By Jeff White
CHARLOTTESVILLE — Their college careers did not overlap, but they’re teammates now at the highest level of their sport. UVa women’s soccer coach Steve Swanson beams when talking about Lori Lindsey and Becky Sauerbrunn.
“They’re both ambassadors of the school,” Swanson said.
Lindsey, a midfielder, and Sauerbrunn, a defender, are members of the United States team at the Women’s World Cup in Germany. Lindsey’s final season at UVa was 2001; Sauerbrunn’s, 2007.
“As talented as they are as players, they’re both such giving people,” Swanson said. “They’re both extremely appreciative of what Virginia has offered them in terms of the education, the degree and the program. I think they feel very strongly about the University of Virginia, both of them. They’re the kind of people that would always come back and support the University in so many different ways.
“They get back down here all the time … I stay in very good contact with them, and they’ve obviously been very supportive of the program.
The U.S. opened World Cup play Tuesday with a 2-0 win over North Korea. Neither Lindsey nor Sauerbrunn played in the opener, but Lindsey has been mentioned as a potential starter for the United States’ next Group C match, against Colombia in Sinsheim. (ESPN will broadcast the game, which starts Saturday at noon Eastern.)
Lindsey, 31, is the fourth-oldest player on the U.S. team. She’s made 19 appearances for the U.S. national team, but this is her first World Cup.
“The interesting thing about Lori is, I think there would have been many a player that would have opted out and quit,” Swanson said. “I think it’s a tribute to Lori’s perseverance, certainly her talent, but it’s also a tribute to how conscientious she is about her fitness. She’s an older player on that team, but I think she’s physically as fit as any player on that team. She’s always worked hard at it. It’s nice to see someone who’s put in all the time that she has, and has all the experience that she has, finally make her first team. It’s exciting for all of us.”
Swanson, whose first season at UVa was 2000, said he has always believed Lindsey “was talented enough to be on the team. I think soccer is one of those things where you have to be patient, your opportunity has to come, and then when the opportunity comes, you really have to take advantage of it. And it’s a slippery slope, you know. If the opportunity comes and you’re injured or you’re not ready, it might not come back for a little while.
“Lori has kept growing as a player, and that’s a tribute to how hard she’s worked. But when her opportunity came, just before the Olympics, I think, in 2008, Lori really started to establish herself with the team.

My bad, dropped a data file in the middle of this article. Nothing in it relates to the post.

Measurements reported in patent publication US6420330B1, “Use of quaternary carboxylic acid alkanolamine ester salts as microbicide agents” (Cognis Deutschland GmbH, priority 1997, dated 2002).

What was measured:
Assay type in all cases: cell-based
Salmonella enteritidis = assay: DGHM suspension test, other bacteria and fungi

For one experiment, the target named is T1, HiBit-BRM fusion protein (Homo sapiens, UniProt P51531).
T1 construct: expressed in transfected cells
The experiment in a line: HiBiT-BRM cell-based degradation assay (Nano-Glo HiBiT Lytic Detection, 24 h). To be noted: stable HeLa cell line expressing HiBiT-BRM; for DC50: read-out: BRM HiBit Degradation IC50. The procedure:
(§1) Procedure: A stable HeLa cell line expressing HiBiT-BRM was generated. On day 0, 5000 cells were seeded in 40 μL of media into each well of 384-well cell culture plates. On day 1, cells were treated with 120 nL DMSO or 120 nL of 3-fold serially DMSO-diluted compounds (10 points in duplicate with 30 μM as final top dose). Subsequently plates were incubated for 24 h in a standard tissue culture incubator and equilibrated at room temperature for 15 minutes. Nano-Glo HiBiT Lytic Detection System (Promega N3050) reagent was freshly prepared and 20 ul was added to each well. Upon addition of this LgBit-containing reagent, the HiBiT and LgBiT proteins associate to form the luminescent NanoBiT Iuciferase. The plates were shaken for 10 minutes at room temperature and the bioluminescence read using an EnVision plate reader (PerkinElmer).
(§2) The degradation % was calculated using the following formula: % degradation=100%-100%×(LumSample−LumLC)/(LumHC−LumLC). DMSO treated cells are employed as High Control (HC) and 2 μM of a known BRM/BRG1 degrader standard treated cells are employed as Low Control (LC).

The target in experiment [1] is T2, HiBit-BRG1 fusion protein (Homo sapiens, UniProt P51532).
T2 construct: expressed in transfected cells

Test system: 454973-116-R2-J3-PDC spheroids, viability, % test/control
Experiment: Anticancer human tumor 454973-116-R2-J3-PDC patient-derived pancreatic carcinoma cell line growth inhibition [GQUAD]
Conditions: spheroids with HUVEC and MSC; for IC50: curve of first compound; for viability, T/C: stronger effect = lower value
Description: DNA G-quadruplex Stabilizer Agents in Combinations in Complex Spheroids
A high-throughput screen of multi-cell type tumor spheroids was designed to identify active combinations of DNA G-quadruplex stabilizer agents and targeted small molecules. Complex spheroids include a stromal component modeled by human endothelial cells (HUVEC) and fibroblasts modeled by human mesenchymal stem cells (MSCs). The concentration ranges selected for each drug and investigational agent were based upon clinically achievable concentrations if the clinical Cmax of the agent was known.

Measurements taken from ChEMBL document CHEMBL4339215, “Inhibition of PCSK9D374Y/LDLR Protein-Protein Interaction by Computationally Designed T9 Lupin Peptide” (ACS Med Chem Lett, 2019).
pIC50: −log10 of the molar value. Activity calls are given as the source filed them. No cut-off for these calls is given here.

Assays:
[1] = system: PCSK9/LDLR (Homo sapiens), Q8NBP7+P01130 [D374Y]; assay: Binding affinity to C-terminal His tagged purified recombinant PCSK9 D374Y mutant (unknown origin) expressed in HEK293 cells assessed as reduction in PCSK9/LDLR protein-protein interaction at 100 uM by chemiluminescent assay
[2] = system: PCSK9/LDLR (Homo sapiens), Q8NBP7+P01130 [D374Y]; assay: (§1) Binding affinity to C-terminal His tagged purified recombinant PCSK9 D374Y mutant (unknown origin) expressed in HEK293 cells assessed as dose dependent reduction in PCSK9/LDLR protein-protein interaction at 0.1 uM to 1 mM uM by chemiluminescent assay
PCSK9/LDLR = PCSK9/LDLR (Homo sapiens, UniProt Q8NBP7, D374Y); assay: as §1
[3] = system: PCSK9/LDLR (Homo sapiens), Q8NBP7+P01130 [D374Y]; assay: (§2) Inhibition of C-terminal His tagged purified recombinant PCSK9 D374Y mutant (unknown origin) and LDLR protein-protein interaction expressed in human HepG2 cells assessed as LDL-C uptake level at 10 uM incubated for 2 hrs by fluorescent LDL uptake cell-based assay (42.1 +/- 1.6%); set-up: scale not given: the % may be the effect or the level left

“She didn’t make that 2008 Olympic team, but she was in the mix and got into subsequent camps from that.”
Lindsey, who has a sociology degree from UVa, plays in Women’s Professional Soccer for the Philadelphia Independence. Sauerbrunn, an English major at UVa, plays for another WPS team, magicJack. She’s made eight appearances for the U.S., but this is her first World Cup, too.
“I owe the WPS so much,” Sauerbrunn, 26, said in a video interview posted at the ussoccer.com. “The only reason I feel that I made it here was just because I had that platform to play and to learn and to grow, and having the national coaching staff being able to come to games and see me week in and week out.”
To have two former Cavaliers on the World Cup team, Swanson said, is “a big deal. There’s obviously not a lot that make that roster every four years, so the fact that there’s two from Virginia, I think, is nice.”
The U.S. coach is Pia Sundhage. Sauerbrunn, in her interview with ussoccer.com, said, “I had been in with Pia in 2008, and she had let me go. I went back down with the 23s, and I hadn’t had any communication with her for 2½ years, really. I just really thought this World Cup wasn’t in the cards for me.”
But when an injury sidelined a U.S. defender before a qualifying tournament in Mexico, Sauerbrunn recalled, Sundhage “called me in at the last second.”
“An opportunity presented itself,” Swanson said. And so began Sauerbrunn’s journey to Germany.
“That first initial camp I had absolutely to nothing to lose, and when you have nothing to lose, it’s a sense of freedom when you’re playing,” Sauerbrunn told usssoccer.com.
“After that, after I made that first roster, that kind of changes, and all of the sudden you do have something you can lose. You can lose your spot.
“It’s really one training session at a time, one camp at a time, just showing well, doing what you can, showing you’re a good teammate on and off the field.”
Swanson and his assistants, Ron Raab and Kerry Dziczkaniec, traveled to Cary, N.C., in May to see the U.S. national team beat Japan 2-0 in a friendly.
Another former UVa great, Sinead Farrelly, was with the U.S. team then. Farrelly, an All-American for the Wahoos as a senior in 2010, wasn’t selected for this World Cup, but Swanson says her time is coming.
“I think Sinead could be a focal point of that team in the future,” Swanson said. “I do. I think she’s special.”